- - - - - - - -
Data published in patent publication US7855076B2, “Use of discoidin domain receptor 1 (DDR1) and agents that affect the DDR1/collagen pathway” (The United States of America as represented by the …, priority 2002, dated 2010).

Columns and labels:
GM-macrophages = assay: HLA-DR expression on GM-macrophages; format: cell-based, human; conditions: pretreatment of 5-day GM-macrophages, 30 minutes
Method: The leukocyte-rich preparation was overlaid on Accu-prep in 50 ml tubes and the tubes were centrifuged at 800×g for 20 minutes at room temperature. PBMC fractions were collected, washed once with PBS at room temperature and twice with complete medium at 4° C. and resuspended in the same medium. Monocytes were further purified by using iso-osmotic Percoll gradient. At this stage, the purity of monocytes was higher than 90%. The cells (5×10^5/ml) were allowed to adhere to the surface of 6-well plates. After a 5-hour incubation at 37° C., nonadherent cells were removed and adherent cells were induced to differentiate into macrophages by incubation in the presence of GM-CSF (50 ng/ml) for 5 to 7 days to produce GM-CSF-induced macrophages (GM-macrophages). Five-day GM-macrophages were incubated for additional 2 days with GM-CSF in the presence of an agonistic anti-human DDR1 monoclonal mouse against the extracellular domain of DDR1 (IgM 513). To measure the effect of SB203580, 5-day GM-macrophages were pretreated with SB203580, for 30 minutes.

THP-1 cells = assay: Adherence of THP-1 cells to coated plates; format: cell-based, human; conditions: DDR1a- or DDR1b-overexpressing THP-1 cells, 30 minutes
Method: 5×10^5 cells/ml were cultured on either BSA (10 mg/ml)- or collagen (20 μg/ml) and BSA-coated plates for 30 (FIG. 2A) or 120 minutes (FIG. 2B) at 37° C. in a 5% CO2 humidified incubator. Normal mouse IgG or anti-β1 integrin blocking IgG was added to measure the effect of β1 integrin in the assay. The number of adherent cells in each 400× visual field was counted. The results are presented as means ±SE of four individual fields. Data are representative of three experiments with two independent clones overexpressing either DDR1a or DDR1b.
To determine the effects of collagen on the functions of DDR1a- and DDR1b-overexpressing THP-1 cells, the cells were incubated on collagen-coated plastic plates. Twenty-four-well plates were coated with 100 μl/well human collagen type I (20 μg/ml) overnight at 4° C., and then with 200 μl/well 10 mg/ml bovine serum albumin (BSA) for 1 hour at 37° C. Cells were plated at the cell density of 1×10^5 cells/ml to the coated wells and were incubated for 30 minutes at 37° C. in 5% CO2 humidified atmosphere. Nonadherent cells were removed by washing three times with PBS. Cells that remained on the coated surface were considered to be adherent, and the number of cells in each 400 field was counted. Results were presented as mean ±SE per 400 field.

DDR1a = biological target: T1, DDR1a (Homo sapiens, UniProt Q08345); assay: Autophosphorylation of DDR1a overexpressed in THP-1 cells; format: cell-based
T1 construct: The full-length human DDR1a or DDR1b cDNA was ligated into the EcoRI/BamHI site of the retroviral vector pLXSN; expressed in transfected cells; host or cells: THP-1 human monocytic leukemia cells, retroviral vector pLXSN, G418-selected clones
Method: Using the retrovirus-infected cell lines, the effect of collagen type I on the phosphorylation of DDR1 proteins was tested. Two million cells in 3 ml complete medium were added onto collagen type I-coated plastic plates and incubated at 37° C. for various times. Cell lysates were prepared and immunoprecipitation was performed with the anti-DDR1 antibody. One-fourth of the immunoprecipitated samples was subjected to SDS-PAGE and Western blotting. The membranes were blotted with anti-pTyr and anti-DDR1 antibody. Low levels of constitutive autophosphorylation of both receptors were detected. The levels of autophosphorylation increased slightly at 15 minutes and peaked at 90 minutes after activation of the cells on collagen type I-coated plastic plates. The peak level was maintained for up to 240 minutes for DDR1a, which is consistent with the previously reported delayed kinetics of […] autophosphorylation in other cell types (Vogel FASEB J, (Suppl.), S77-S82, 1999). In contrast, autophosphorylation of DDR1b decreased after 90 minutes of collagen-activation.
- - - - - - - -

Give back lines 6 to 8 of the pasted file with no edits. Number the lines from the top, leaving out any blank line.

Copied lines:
Method: 5×10^5 cells/ml were cultured on either BSA (10 mg/ml)- or collagen (20 μg/ml) and BSA-coated plates for 30 (FIG. 2A) or 120 minutes (FIG. 2B) at 37° C. in a 5% CO2 humidified incubator. Normal mouse IgG or anti-β1 integrin blocking IgG was added to measure the effect of β1 integrin in the assay. The number of adherent cells in each 400× visual field was counted. The results are presented as means ±SE of four individual fields. Data are representative of three experiments with two independent clones overexpressing either DDR1a or DDR1b.
To determine the effects of collagen on the functions of DDR1a- and DDR1b-overexpressing THP-1 cells, the cells were incubated on collagen-coated plastic plates. Twenty-four-well plates were coated with 100 μl/well human collagen type I (20 μg/ml) overnight at 4° C., and then with 200 μl/well 10 mg/ml bovine serum albumin (BSA) for 1 hour at 37° C. Cells were plated at the cell density of 1×10^5 cells/ml to the coated wells and were incubated for 30 minutes at 37° C. in 5% CO2 humidified atmosphere. Nonadherent cells were removed by washing three times with PBS. Cells that remained on the coated surface were considered to be adherent, and the number of cells in each 400 field was counted. Results were presented as mean ±SE per 400 field.

DDR1a = biological target: T1, DDR1a (Homo sapiens, UniProt Q08345); assay: Autophosphorylation of DDR1a overexpressed in THP-1 cells; format: cell-based